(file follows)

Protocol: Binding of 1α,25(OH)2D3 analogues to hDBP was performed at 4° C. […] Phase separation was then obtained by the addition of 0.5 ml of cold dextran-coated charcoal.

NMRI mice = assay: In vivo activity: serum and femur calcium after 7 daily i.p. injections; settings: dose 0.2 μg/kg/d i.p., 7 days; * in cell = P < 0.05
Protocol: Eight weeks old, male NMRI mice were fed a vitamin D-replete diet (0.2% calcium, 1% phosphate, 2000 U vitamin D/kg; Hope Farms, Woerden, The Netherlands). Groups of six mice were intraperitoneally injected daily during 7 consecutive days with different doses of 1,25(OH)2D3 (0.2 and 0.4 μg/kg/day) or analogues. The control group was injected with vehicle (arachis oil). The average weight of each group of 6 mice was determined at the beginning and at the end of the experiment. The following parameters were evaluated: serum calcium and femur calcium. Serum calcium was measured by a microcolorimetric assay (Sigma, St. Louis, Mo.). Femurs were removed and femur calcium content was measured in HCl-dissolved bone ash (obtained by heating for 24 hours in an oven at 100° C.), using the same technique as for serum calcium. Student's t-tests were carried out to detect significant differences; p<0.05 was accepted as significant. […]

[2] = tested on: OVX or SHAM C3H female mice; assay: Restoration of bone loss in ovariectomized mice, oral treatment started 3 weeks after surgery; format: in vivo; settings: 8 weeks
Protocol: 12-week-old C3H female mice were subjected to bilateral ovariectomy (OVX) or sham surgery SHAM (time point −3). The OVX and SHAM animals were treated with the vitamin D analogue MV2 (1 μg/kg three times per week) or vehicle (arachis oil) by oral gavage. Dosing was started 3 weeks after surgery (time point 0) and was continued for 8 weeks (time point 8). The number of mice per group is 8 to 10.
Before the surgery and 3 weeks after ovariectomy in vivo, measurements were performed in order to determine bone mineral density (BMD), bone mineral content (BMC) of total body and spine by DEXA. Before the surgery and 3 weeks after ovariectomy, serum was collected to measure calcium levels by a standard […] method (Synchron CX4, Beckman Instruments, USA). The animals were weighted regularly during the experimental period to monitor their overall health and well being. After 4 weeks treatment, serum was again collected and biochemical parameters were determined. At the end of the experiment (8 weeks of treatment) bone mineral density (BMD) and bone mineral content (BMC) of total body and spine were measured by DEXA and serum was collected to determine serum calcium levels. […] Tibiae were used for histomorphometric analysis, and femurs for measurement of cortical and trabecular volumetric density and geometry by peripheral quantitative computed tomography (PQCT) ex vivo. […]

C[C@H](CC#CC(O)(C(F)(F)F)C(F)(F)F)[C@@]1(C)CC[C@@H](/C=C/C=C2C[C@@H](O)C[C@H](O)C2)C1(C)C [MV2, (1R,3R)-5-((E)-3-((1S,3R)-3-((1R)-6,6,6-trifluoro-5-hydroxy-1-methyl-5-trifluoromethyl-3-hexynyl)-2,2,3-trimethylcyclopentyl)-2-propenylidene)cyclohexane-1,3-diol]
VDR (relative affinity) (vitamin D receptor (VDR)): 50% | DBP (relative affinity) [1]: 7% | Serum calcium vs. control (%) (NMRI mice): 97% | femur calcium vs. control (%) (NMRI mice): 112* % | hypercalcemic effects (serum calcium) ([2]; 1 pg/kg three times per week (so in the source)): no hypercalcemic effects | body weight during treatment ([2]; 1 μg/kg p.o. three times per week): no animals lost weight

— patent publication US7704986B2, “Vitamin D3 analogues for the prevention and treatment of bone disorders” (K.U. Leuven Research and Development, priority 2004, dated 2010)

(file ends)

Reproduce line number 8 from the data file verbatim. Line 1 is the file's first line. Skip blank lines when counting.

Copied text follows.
VDR (relative affinity) (vitamin D receptor (VDR)): 50% | DBP (relative affinity) [1]: 7% | Serum calcium vs. control (%) (NMRI mice): 97% | femur calcium vs. control (%) (NMRI mice): 112* % | hypercalcemic effects (serum calcium) ([2]; 1 pg/kg three times per week (so in the source)): no hypercalcemic effects | body weight during treatment ([2]; 1 μg/kg p.o. three times per week): no animals lost weight